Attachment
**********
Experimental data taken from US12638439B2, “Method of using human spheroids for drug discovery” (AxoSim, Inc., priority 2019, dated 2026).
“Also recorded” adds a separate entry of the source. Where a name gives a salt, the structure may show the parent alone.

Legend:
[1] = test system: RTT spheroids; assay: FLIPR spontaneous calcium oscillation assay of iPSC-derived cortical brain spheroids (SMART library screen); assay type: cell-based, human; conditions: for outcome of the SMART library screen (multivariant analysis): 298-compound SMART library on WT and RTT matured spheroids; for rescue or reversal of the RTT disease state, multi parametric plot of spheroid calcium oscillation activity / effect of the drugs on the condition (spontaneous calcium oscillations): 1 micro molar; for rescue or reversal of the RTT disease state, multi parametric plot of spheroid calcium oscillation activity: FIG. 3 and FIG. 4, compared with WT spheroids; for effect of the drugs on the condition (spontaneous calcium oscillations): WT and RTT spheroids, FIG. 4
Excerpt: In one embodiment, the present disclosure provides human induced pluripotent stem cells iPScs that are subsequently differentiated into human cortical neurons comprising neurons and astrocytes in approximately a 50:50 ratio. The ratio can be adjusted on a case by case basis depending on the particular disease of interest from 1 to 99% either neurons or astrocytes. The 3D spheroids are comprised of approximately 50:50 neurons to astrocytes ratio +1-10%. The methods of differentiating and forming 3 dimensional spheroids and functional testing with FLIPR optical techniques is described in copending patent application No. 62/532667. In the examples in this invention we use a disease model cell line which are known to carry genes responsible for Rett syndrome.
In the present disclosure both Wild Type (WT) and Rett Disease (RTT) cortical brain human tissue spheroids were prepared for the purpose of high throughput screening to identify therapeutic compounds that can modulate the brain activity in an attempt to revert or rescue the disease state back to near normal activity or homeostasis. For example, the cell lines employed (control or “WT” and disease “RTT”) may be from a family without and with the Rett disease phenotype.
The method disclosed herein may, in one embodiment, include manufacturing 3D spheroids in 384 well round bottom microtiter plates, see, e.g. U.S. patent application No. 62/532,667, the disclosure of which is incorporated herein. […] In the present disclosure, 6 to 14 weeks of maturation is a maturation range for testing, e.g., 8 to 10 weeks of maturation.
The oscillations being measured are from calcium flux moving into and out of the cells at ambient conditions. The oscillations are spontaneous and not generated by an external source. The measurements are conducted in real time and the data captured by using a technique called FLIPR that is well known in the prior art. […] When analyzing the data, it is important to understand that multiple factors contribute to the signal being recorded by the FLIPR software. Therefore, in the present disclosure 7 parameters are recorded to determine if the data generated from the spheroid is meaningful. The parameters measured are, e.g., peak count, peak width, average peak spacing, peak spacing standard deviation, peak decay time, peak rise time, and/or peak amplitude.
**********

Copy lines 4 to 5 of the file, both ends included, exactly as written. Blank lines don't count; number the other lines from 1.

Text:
[1] = test system: RTT spheroids; assay: FLIPR spontaneous calcium oscillation assay of iPSC-derived cortical brain spheroids (SMART library screen); assay type: cell-based, human; conditions: for outcome of the SMART library screen (multivariant analysis): 298-compound SMART library on WT and RTT matured spheroids; for rescue or reversal of the RTT disease state, multi parametric plot of spheroid calcium oscillation activity / effect of the drugs on the condition (spontaneous calcium oscillations): 1 micro molar; for rescue or reversal of the RTT disease state, multi parametric plot of spheroid calcium oscillation activity: FIG. 3 and FIG. 4, compared with WT spheroids; for effect of the drugs on the condition (spontaneous calcium oscillations): WT and RTT spheroids, FIG. 4
Excerpt: In one embodiment, the present disclosure provides human induced pluripotent stem cells iPScs that are subsequently differentiated into human cortical neurons comprising neurons and astrocytes in approximately a 50:50 ratio. The ratio can be adjusted on a case by case basis depending on the particular disease of interest from 1 to 99% either neurons or astrocytes. The 3D spheroids are comprised of approximately 50:50 neurons to astrocytes ratio +1-10%. The methods of differentiating and forming 3 dimensional spheroids and functional testing with FLIPR optical techniques is described in copending patent application No. 62/532667. In the examples in this invention we use a disease model cell line which are known to carry genes responsible for Rett syndrome.